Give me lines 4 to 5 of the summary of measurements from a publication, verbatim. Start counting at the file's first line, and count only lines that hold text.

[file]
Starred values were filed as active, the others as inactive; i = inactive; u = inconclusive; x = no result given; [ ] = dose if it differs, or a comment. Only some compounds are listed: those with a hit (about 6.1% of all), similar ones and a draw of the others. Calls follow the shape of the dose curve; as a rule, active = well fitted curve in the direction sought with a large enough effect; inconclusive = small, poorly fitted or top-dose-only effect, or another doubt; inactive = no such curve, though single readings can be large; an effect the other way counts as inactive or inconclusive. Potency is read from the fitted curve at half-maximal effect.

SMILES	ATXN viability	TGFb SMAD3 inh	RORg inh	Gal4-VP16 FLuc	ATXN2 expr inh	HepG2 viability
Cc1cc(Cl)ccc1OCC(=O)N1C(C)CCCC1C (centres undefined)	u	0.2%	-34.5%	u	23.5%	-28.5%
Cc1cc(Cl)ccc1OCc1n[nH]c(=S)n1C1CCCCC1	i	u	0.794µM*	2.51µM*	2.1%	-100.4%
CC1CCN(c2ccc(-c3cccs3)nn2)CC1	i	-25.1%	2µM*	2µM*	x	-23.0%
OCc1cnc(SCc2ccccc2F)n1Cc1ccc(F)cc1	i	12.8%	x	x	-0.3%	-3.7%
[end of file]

Cc1cc(Cl)ccc1OCc1n[nH]c(=S)n1C1CCCCC1	i	u	0.794µM*	2.51µM*	2.1%	-100.4%
CC1CCN(c2ccc(-c3cccs3)nn2)CC1	i	-25.1%	2µM*	2µM*	x	-23.0%